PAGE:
+news Bomb

At about noon on November 8th, 2006, a bomb exploded in Kirby Plaza, Midtown, Manhattan.

It was estimated to be a 10-kiloton nuclear explosion. Effects from the blast stretched the width of the island, north through half of Central Park, and south to Madison Square Garden.

A crater 300 feet in diameter now fills the space between what used to be 57th and 42nd streets, centered along Broadway. For half a mile in all directions from ground zero, buildings were largely obliterated. Some battered structures still stand on the edges of this range, broken and unstable. At this half-mile point, 50% of those present on the day of the explosion died from the blast or shrapnel thrown by it. Closer to ground zero, few to none survived the explosion.

Those who survived were badly burned by the blast. Many, many more died from extensive burns, or burns that could not be treated in time, the city's hospitals being filled to overflowing and beyond with those needing aid. Of those who were rescued from zones near ground zero, many were blinded by the flash accompanying the explosion.

Prevailing winds at the time of the blast carried the fallout plume southwest from ground zero. Midtown West, Chelsea, Garment District, western portions of Greenwich Village and SoHo, and points beyond Jersey City and Hoboken all received doses of radiation. From Times Square to Chelsea, as many as 35% of those who survived the blast died within a month from radiation sickness. Others, both there and as far away as Jersey City and Communipaw, fell ill but did not die from the radiation directly — those who died were killed by secondary, opportunistic infections.

In the years following the bomb's explosion the numbers of known fatalities are widely accepted and well-understood, though they varied wildly in the time immediately following the blast. An estimated 193,000 people died instantly when the bomb detonated, followed by another 315,000 who suffered grievous injuries. Nearly 600,000 people were impacted by the sickness caused by the radioactive fallout which was blown southwest due to the prevailing wind direction on the day of the blast. The radioactive fallout spread as far as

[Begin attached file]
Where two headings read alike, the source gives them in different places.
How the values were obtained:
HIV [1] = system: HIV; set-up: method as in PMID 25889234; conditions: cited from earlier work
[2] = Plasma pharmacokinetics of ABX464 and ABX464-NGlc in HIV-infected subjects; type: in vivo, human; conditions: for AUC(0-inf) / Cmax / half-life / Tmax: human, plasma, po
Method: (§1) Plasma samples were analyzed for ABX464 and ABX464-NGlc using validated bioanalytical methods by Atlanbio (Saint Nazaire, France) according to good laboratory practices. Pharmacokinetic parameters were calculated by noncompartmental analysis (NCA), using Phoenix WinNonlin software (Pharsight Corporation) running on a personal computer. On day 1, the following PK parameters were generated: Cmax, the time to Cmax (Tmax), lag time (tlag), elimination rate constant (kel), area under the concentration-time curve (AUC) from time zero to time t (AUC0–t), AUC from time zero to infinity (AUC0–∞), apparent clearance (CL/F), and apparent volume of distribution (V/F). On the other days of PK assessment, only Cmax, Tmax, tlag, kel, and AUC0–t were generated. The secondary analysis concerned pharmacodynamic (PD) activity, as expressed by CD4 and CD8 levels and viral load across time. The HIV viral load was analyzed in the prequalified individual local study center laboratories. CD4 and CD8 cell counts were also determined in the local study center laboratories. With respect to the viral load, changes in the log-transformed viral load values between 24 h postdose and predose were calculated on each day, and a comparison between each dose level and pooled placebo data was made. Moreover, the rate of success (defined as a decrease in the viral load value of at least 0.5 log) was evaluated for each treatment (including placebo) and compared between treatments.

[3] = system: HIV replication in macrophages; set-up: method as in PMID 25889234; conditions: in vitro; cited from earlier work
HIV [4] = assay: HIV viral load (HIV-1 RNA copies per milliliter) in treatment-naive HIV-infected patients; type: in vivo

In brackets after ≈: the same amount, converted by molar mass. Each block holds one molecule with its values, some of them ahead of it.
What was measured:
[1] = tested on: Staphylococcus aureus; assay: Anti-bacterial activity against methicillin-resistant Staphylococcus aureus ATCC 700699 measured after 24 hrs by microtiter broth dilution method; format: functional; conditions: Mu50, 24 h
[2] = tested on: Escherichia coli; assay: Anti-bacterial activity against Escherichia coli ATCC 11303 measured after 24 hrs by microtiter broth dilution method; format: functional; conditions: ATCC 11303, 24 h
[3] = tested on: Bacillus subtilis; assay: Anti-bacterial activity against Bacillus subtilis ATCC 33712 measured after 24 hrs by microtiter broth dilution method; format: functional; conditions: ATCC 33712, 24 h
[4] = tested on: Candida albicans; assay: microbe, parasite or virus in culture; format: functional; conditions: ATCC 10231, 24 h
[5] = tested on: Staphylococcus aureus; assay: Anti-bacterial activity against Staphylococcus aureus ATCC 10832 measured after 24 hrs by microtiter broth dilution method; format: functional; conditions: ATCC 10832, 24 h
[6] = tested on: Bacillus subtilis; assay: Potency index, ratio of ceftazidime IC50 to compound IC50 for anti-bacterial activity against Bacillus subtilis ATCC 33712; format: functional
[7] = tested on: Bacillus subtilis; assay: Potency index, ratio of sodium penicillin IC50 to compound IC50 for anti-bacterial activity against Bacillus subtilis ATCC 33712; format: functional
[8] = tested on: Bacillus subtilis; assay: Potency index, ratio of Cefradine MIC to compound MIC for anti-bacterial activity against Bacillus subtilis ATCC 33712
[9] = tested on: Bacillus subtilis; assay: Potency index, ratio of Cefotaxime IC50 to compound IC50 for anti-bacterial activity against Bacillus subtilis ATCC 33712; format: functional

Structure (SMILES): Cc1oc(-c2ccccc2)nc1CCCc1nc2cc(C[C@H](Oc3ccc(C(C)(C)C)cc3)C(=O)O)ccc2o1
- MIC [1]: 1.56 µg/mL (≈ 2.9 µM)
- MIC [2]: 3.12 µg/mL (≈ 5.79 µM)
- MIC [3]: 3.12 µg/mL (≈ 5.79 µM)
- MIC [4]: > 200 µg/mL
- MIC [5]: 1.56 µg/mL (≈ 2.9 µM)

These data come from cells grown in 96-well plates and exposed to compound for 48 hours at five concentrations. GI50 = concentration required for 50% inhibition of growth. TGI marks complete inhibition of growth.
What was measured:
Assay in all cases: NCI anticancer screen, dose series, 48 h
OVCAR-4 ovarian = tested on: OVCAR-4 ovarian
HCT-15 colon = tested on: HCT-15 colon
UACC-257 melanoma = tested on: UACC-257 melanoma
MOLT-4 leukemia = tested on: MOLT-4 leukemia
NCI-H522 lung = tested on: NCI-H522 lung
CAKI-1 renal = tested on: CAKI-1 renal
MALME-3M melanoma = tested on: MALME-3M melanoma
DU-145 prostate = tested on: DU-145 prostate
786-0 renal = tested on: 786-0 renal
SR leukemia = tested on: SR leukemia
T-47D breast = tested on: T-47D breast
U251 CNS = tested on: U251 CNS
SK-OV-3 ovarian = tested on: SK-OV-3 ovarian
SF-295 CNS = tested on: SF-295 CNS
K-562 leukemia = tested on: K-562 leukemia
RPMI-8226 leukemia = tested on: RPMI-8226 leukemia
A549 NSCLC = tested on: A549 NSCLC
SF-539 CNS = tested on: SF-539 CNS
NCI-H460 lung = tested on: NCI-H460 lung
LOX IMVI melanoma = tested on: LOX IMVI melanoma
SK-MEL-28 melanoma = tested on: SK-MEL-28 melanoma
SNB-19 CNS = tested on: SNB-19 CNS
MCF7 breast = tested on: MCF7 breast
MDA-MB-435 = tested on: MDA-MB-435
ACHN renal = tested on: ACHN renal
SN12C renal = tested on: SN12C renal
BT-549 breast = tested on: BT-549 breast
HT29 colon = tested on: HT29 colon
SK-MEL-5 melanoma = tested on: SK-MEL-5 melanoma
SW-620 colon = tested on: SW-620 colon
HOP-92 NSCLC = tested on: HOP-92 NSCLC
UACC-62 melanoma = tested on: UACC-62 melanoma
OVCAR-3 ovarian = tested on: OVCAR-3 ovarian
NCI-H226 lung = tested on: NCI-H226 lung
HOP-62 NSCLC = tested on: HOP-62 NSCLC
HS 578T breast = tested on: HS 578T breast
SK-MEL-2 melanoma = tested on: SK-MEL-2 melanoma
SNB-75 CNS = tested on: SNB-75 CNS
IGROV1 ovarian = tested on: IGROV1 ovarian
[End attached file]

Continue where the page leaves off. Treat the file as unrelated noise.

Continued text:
New York's economy and infrastructure also took a serious blow. Much of Midtown West, Times Square, and Garment District were uninhabitable for months after the explosion; even the salvageable regions are still shunned by most, for fear of lingering radiation. The southern half of Central Park, the lower part of Upper West Side, and parts of Midtown East, Murray Hill, Gramercy, Chelsea, and Greenwich Village were similarly abandoned for the first few weeks and months after the bomb. People have returned to them since, but none of these neighborhoods are quite what they used to be.

Detailed Diagram with impact radius notes

This devastation, however, paled in comparison to the firebombing of Manhattan that occurred during the Second American Civil War that created the Manhattan Exclusion Zone.

Unless otherwise stated, the content of this page is licensed under Creative Commons Attribution-ShareAlike 3.0 License